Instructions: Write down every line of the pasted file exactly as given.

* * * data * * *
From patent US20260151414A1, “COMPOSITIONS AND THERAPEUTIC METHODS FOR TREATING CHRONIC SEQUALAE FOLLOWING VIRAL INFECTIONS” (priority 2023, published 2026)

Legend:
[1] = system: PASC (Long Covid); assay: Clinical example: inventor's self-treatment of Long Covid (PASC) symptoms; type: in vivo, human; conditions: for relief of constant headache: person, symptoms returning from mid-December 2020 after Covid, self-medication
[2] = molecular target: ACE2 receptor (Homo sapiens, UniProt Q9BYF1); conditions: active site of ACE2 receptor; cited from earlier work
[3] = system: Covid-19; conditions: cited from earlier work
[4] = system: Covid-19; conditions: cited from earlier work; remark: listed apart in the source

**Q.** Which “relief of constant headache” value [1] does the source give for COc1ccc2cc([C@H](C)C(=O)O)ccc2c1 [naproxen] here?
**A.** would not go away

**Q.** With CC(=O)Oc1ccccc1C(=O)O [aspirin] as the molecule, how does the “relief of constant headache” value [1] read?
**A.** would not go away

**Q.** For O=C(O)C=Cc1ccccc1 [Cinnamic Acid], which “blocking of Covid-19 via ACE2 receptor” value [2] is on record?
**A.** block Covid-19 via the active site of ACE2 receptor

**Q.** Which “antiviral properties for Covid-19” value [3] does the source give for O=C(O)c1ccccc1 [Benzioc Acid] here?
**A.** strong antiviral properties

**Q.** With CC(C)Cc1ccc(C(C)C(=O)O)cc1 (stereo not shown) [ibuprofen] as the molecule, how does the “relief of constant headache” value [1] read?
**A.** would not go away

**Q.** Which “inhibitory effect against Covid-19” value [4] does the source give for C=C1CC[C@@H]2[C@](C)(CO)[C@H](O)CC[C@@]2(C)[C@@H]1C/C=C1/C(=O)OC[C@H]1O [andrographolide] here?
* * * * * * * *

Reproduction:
From patent US20260151414A1, “COMPOSITIONS AND THERAPEUTIC METHODS FOR TREATING CHRONIC SEQUALAE FOLLOWING VIRAL INFECTIONS” (priority 2023, published 2026)

Legend:
[1] = system: PASC (Long Covid); assay: Clinical example: inventor's self-treatment of Long Covid (PASC) symptoms; type: in vivo, human; conditions: for relief of constant headache: person, symptoms returning from mid-December 2020 after Covid, self-medication
[2] = molecular target: ACE2 receptor (Homo sapiens, UniProt Q9BYF1); conditions: active site of ACE2 receptor; cited from earlier work
[3] = system: Covid-19; conditions: cited from earlier work
[4] = system: Covid-19; conditions: cited from earlier work; remark: listed apart in the source

**Q.** Which “relief of constant headache” value [1] does the source give for COc1ccc2cc([C@H](C)C(=O)O)ccc2c1 [naproxen] here?
**A.** would not go away

**Q.** With CC(=O)Oc1ccccc1C(=O)O [aspirin] as the molecule, how does the “relief of constant headache” value [1] read?
**A.** would not go away

**Q.** For O=C(O)C=Cc1ccccc1 [Cinnamic Acid], which “blocking of Covid-19 via ACE2 receptor” value [2] is on record?
**A.** block Covid-19 via the active site of ACE2 receptor

**Q.** Which “antiviral properties for Covid-19” value [3] does the source give for O=C(O)c1ccccc1 [Benzioc Acid] here?
**A.** strong antiviral properties

**Q.** With CC(C)Cc1ccc(C(C)C(=O)O)cc1 (stereo not shown) [ibuprofen] as the molecule, how does the “relief of constant headache” value [1] read?
**A.** would not go away

**Q.** Which “inhibitory effect against Covid-19” value [4] does the source give for C=C1CC[C@@H]2[C@](C)(CO)[C@H](O)CC[C@@]2(C)[C@@H]1C/C=C1/C(=O)OC[C@H]1O [andrographolide] here?